At first, Darrell Wallace Jr. was all smiles, entering the Daytona International Speedway media center joking around. But a few seconds later, his mom ran up to him, crying out of joy for her son.
“I waited so long for this, baby,” Desiree Wallace, his mom, shouted in his arms.”
“It feels like I won,” he said, tears in his eyes. “Pull it together, bud. Pull it together. You just finished second.”
— Joseph Wolkin יוסף וולקין (@JoeWolkin) February 19, 2018
The tears continued for several moments, flowing down his eyes as his older sister, Brittany Wallace, joined him on the podium. The deep breaths and mid-sentence breaks showed just how important this day is for the Alabama native and his family.
“I just want to make my family proud,” he said, tearing up once again.
That he did.
Wallace came a few feet away from defeating eventual race winner Austin Dillon to become the first African American to win a Monster Energy NASCAR Cup Series race since Wendell Scott did so in 1964 in Jacksonville.
Congrats to @BubbaWallace on finishing an impressive 2nd place today. Bubba carried a ton of weight on his shoulders the last 10 days. Media responsibilities that smothered him personally. But he handled it like a veteran.
— Dale Earnhardt Jr. (@DaleJr) February 18, 2018
“I just try so hard to be successful at everything I do,” Wallace said, “and my family pushes me each and every day, and they might not even know it.”
At this time one year ago, Wallace was unsure how often he would race. After signing on to compete for Richard Petty Motorsports, replacing an injured Aric Almirola in four Cup races, he impressed the organization enough to sign on for a full slate in 2018.
Though Wallace doesn’t have a full season’s worth of primary sponsorship, he brought in a new company for the Daytona 500. Click n’ Close came on board, stepping to sponsor the No. 43 car in multiple races, including this weekend’s season-opener.
Prior to the race, the emotions were already hitting Wallace. Formula 1 champion Lewis Hamilton sent a tweet to his five million-plus followers, showing signs of encouragement for the rookie driver.
Hey @BubbaWallace! Wishing you the absolute best today in your race. Smash it!! 🙌🏽 🏁
— Lewis Hamilton (@LewisHamilton) February 18, 2018
Besides Hamilton’s kind words, he even received a call from Baseball Hall of Famer Hank Aaron.
“Really cool and really special for Hank Aaron also to call right there before was really special, and just knowing that people are tuning in and hopefully noticing the new face and the new change that’s coming to NASCAR and they get behind it and support it,” Wallace said.
“He just said, hey, good luck, and just have a good race today, and that was it. He knew that we were pressed for time, and it was five seconds, and that’s all he said.”
Wallace started the race in seventh after finishing third in Thursday evening’s first Can-Am Duel 150 qualifying race. He worked his way up to second early in the going, staying there for several laps after Corey LaJoie’s engine expired to cause a caution.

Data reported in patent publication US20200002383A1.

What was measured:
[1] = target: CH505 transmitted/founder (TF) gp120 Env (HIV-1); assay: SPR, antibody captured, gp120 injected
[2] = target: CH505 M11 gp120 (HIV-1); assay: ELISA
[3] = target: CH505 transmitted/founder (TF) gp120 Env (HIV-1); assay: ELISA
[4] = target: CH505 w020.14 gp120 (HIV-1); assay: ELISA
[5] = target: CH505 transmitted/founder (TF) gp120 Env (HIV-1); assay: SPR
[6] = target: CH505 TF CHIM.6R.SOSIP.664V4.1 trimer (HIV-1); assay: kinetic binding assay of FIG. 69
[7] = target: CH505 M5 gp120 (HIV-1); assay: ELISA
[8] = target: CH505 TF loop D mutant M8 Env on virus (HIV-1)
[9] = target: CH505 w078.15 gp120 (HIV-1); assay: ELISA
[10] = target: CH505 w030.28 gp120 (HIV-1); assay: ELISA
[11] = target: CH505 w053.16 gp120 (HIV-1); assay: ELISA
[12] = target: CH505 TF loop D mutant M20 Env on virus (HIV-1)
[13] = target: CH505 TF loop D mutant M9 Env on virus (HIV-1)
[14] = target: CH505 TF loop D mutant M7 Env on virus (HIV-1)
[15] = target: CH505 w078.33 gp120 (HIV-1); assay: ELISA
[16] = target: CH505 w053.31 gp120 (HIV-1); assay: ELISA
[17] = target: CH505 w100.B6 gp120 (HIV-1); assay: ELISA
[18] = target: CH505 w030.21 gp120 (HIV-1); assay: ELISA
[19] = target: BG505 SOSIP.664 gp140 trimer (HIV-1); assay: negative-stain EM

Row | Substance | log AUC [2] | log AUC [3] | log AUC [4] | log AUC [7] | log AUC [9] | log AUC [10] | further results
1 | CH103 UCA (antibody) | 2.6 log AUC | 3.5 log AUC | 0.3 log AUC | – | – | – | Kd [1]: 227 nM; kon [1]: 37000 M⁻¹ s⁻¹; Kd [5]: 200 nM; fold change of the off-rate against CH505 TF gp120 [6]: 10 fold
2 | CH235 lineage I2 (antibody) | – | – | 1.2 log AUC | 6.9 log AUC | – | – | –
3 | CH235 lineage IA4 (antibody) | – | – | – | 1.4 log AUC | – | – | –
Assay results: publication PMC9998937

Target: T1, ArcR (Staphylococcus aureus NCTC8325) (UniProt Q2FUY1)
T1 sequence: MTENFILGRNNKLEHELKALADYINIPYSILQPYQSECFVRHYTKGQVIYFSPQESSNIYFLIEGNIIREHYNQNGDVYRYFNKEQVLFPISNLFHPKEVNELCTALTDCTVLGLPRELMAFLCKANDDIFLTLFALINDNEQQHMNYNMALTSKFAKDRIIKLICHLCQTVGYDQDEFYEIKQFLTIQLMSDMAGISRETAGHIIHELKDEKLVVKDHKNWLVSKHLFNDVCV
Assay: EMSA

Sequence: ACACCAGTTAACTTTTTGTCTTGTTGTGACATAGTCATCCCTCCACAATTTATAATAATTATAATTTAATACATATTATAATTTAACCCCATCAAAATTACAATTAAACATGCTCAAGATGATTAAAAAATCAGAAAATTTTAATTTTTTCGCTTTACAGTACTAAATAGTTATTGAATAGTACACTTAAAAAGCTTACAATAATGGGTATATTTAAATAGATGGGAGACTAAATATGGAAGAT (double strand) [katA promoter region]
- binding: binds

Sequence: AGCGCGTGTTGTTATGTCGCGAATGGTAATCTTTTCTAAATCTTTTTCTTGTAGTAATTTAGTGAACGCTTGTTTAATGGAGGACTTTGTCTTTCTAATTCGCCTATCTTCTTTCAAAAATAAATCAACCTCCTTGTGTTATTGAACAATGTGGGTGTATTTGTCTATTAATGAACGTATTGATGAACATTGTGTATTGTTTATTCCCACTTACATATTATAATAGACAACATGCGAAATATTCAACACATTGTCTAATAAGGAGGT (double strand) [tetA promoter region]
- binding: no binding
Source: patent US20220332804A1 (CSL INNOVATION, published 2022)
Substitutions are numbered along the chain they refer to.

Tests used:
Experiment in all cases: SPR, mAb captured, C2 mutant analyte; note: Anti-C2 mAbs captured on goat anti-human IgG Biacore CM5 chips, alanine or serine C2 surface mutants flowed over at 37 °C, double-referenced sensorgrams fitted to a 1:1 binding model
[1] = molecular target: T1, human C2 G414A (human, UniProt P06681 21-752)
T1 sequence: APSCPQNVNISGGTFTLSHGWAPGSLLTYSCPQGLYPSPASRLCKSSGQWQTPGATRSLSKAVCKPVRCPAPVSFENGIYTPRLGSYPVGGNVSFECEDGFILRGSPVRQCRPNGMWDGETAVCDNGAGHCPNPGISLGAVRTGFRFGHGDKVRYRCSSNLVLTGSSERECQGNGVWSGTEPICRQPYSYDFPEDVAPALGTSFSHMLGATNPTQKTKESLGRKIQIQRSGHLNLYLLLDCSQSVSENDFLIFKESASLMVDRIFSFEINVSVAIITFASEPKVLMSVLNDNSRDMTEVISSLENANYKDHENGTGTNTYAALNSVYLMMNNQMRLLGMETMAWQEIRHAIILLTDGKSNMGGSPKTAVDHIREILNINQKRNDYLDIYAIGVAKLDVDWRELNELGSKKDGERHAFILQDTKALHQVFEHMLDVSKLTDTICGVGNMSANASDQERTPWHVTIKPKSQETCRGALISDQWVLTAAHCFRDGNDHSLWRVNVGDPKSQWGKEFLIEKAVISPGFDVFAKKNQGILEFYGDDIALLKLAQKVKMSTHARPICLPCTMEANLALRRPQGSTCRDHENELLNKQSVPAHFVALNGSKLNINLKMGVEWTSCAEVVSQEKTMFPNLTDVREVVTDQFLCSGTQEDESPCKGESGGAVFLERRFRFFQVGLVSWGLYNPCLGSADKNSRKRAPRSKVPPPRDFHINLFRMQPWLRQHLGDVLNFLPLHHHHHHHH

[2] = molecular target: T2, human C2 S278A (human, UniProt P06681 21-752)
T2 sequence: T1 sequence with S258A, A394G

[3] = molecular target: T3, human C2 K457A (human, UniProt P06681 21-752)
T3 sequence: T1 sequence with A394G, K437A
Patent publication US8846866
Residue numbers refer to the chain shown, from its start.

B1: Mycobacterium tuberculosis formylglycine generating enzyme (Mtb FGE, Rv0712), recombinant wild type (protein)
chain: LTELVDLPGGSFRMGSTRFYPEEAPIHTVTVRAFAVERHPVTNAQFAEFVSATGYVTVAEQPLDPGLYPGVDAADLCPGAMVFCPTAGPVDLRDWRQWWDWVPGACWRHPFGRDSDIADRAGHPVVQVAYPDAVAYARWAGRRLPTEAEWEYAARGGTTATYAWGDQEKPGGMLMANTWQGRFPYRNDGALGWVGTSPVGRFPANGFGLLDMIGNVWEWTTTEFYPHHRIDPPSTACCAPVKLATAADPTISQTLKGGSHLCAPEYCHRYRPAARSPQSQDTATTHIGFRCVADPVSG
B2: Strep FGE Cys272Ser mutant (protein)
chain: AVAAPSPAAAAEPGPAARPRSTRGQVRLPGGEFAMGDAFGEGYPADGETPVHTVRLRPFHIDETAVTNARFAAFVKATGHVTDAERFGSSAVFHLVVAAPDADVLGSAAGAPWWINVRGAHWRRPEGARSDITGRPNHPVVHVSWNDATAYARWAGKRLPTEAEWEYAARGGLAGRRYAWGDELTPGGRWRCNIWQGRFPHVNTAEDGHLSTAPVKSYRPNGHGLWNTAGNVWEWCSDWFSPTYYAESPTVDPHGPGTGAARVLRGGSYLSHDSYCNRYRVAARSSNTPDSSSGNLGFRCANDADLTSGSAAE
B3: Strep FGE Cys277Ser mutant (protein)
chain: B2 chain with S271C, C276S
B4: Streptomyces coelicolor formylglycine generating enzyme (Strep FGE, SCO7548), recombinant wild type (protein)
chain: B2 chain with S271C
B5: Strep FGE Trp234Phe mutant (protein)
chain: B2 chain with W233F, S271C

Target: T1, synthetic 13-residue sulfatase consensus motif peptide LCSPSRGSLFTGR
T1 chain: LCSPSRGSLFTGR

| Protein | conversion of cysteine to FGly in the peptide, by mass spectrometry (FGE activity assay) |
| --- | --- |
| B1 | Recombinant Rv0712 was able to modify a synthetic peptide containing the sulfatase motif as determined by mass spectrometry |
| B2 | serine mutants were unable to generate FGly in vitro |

From there, he had to avoid several major wrecks, including a nine-car incident at the end of stage 1.
Wallace fell back to 22nd after coming in too hot during a pit stop during a lap 94 caution. He recovered quickly, though, shooting his way into the seventh spot by the conclusion of the second stage.
“I don’t care about the green/checker as much as the white/checker,” says @BubbaWallace
— Richard Petty Motorsports (@RPMotorsports) February 18, 2018
For the remaining 80 laps in the race, Wallace’s team never fell outside of the top 15. He methodically moved through the pack, restarting sixth in overtime. As he rode around the high lane for two laps, he helped push Dillon’s No. 3 car to the front.
When Aric Almirola crashed entering Turn 3 on the final lap, Wallace was able to focus on what was in front of him: Dillon.
The No. 43 car entered the tri-oval with Denny Hamlin beneath him. When they came across the finish line, the two wrecked. Hamlin failed to secure the runner-up position, giving Wallace and RPM a runner-up result to start the year.
After the race, Wallace had this to say about the incident:
— Tom Bowles From Frontstretch.com (@NASCARBowles) February 18, 2018
“I blew my right front tire out when he came down and side drafted me, so I didn’t have any control of my car because when he came down there, I was just on the yellow line,” Hamlin said, responding to Wallace’s comments. “Nothing I could have done, and it blew my right front tire out with his fender.”
The battle for the No. 43 team is just starting now that Wallace and crew chief Drew Blickensderfer have a top five to get the season going.
“That’s why we always say when we go to Atlanta, that’s when we really see who’s playing what cards,” Wallace said. “Just from everything that’s been going on in the off‑season, switching over to Chevrolet, the alliance with RCR, they were rebuilding their stages there at the end of the year for their program. We’re heading in there like we’re going to win that race. But at the same time, we know we also have a lot of things to check off the list.”
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